Oloololo Escarpment: Maasai Dreaming

 

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Night on the Mara River – darkness wraps round, close as a Maasai’s blanket.  It is cold, too, on the river’s bend. We press closer the campfire, our white faces soon roasting red. No one speaks. There’s too much to listen for. A hyena whoops across the water?  It sounds close. It sounds unearthly, sending shock waves through vulnerable bones – mine, conjuring packs of predators, out there, circling our ring of light. And even as I think it the Maasai are on us.  Six warriors, spears in hand and naked to the waist.  Their leader tosses his ostrich-feather head-dress that looks like a lion’s mane.  He is fearless.  He is lion.

Then the singing starts, a nasal falsetto that resonates through time and space – the winds’ whine through Mara grasses.  The Maasai girls trip lightly into the firelight, their wraps like flames – yellow, red; close-cropped heads hung with beads; chins jutting forward as the crescent necklets – tiny beads so patiently strung – rise and fall on skinny chests.  The moran start to leap – higher, faster.

excerpt from Dances With Warriors © 2014 Tish Farrell

Continues HERE

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DP Weekly Photo Challenge

Still Life at the Allotment

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Mid October and the marigolds are still blooming up at the allotment. I love the way they simply grow themselves amongst my vegetables. In a mild winter they may flower into December.  It was also good to see this bee out and gathering pollen. These days, every bee is precious. Once we have killed them all with agri-chemicals, we can expect to starve. It’s as simple as that. My allotment empire has recently expanded – more of which in the next post – so I’m intending to grow more varieties of late and early flowering plants on my plot. Or maybe I should simply stick to marigolds, and let them grow EVERYWHERE. The flower petals are lovely in salads, and a herbal tea of marigold flowers is good for warding off flu. Simply looking at them makes you feel better. All that orange straight into the brain, lighting up the little grey cells as the days darken.

‘Happy Autumn’ northern dwellers.

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Refracted, reflected beneath Cadair Idris

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This photo was taken on a recent trip to Wales. On a sleepy October afternoon we took a stroll beneath Cadair Idris, one of Snowdonia’s most spectacular mountains. I wrote about the walk in an earlier post. You can follow in our footsteps here: Now that summer’s done, we take the Dol Idris Path…

http://www.visitwales.com/working-with-us

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DP Photo Challenge

Inside Autumn

Tish Farrell:

Inside Autumn by Nomzi Kumalo. Please take joy in the work of this wonderful poet

Originally posted on NOMZI KUMALO:

Multicoloured leaves along the street in a hill
Wood soaked and sweetened by the rain falling
Merciful water dripping onto quiet pavements
Dribbling slippery down the tarred thirsty road

A neutral sky where the air harbours no pressure
The rooftops and local windows leaking domestic
An uninspired dog lays heavy by an entrance hall
When there is nothing to do is there nothing to do

Flattened tired carpets still pretend to be luxury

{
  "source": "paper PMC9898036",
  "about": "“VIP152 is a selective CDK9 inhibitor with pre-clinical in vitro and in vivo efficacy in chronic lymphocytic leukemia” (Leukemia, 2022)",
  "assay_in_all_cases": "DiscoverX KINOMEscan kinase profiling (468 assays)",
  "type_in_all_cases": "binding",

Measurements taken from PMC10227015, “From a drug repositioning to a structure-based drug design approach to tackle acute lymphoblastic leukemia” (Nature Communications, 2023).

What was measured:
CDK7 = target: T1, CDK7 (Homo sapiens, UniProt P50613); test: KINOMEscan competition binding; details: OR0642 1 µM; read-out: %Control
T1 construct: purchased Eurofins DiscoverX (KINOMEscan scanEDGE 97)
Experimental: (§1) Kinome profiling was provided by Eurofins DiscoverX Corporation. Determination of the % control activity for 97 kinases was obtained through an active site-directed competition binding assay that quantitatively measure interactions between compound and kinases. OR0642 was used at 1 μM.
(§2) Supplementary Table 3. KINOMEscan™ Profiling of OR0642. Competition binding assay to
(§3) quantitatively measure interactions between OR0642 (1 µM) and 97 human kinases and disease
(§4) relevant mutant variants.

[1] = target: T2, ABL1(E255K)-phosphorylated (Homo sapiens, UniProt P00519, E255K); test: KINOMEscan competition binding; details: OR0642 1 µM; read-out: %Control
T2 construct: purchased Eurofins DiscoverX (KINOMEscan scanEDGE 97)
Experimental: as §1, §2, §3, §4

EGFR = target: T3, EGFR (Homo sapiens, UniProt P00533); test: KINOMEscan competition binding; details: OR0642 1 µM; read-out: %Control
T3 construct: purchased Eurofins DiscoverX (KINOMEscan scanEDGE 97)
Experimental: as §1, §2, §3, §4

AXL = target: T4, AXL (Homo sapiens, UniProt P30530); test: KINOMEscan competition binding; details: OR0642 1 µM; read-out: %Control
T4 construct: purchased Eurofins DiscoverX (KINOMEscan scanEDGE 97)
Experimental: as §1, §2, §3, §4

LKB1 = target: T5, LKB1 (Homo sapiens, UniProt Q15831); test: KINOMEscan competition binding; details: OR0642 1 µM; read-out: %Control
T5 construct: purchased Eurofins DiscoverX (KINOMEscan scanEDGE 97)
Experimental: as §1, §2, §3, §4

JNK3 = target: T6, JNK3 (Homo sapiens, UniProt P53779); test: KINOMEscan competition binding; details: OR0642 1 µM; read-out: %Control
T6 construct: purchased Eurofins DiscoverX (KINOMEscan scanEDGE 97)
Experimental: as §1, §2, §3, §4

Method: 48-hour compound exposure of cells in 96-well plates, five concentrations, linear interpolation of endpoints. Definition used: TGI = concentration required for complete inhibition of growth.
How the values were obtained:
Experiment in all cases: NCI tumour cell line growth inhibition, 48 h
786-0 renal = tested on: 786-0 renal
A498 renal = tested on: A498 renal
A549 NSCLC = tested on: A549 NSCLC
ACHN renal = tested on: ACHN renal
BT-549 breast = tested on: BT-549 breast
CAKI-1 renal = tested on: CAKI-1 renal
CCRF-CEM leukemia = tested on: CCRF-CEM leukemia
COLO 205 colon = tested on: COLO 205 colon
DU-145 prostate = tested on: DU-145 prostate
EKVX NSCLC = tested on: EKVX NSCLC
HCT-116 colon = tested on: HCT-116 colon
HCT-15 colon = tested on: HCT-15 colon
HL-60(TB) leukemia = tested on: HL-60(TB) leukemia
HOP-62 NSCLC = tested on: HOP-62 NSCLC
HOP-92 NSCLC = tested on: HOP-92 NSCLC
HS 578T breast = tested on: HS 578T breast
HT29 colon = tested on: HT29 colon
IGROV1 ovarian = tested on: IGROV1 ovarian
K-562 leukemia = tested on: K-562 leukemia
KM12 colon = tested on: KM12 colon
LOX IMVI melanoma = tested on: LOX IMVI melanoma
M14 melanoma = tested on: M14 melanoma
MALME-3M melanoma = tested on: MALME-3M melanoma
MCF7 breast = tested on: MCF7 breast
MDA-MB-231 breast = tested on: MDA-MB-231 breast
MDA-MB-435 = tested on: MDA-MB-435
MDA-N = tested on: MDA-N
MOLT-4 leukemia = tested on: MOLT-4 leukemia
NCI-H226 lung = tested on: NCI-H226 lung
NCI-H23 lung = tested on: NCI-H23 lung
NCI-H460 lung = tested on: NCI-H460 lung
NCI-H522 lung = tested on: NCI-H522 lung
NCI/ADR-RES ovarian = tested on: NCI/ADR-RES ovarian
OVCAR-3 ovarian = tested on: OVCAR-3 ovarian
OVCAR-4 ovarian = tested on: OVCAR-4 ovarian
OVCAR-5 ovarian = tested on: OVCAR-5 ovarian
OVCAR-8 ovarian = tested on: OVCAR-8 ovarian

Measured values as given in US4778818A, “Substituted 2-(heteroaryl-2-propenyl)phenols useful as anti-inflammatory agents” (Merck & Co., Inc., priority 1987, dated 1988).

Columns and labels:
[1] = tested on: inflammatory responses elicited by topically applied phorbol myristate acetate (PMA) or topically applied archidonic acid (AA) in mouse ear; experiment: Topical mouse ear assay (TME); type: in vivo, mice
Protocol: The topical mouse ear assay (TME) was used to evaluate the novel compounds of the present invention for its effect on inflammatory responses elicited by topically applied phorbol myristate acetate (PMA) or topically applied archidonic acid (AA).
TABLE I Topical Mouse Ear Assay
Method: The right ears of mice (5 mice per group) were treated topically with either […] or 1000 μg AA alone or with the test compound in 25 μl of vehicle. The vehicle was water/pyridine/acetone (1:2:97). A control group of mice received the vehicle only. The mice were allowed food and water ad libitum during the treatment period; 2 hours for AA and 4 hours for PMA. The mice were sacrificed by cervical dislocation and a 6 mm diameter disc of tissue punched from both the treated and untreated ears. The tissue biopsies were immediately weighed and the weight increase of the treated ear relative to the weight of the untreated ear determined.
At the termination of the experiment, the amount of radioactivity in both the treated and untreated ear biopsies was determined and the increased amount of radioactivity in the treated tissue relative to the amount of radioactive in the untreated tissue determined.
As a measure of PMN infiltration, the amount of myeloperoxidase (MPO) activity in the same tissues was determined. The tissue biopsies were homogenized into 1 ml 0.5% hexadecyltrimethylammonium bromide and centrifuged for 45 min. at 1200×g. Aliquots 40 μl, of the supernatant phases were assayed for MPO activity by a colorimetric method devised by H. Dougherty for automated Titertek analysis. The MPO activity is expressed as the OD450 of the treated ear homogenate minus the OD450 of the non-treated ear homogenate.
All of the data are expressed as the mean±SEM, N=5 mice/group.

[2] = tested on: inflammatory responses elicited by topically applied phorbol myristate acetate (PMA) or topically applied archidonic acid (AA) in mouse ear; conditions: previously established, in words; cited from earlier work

Inside wooden walls of the same old thing again
Sometimes the coffee steaming will hold comfort
One of those days without a name to label it by

Forgotten picture frames capture some yesterdays
Glossy managed smiles and gestures from parties
The trolls and magnets and broken love messages
Settled into grown up life and ways of escaping it

The stale kitchen mood meets a crisp autumn air
Spring long dead visits the city to play some tricks

View original 22 more words

Portmeirion: Pastiche in pastel?

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Cee’s challenge this week instantly conjured vivid childhood impressions – of Edinburgh Rock, those tartan packs of sugar sticks that delivered instant tooth decay in soft shades of lemon, apricot and rose; my long-lost, but once treasured set of Lakeland crayons whose red plastic wallet held so many delicious colours of mauve and blue, and Portmeirion, the Welsh cliff-top confection of architect Clough Williams-Ellis. All three come in colours that, even now, I long to bite into. Bizarre, I know. Anyway, I have already written about Portmeirion HERE. But now for some more soft-hued scenes of an Italianate village and its ever surprising setting on the rugged North Wales coast. It is a place that has fascinated me for fifty years. It is also the place where The Prisoner, the cult TV series of the late 1960s starring Patrick McGoohan, was filmed. Devotees still gather there. Curiouser and curiouser…(allusion to Alice in Wonderland fully intended).

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Cee’s fun foto challenge: soft pastels

Now that summer’s done, we take the Dol Idris Path…

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The other day I decided we should take a short break in Wales as we did this time last year. Back then we went to the Llyn Peninsula. On Thursday we headed further south, to Dolgellau in Gwynedd in north-west Wales. It’ is well under a two-hour drive from home, but given that the local guidebook states that the town ‘enjoys’ 70 inches of rain a year, it might seem a perverse choice of holiday destination, and especially in the autumn. All I can say was we were very lucky. For four whole days the weather was fine, the sun often hot, and when it did rain, it did so while we slept. What could be better?

Dolgellau (Dol-gethl-eye) is an ancient market town, once prosperous as a centre of the wool trade.  Today, agriculture, especially sheep and cattle rearing are still important, but tourism has now become a mainstay. And for those who relish outdoor pursuits of every kind, then this part of Wales has pretty much everything on offer, and all set in the most stunning mountain landscapes.

Perhaps the most dominant feature in this locality is Cadair Idris, seen here in its lower reaches from the Dôl Idris Path, a few miles outside the town.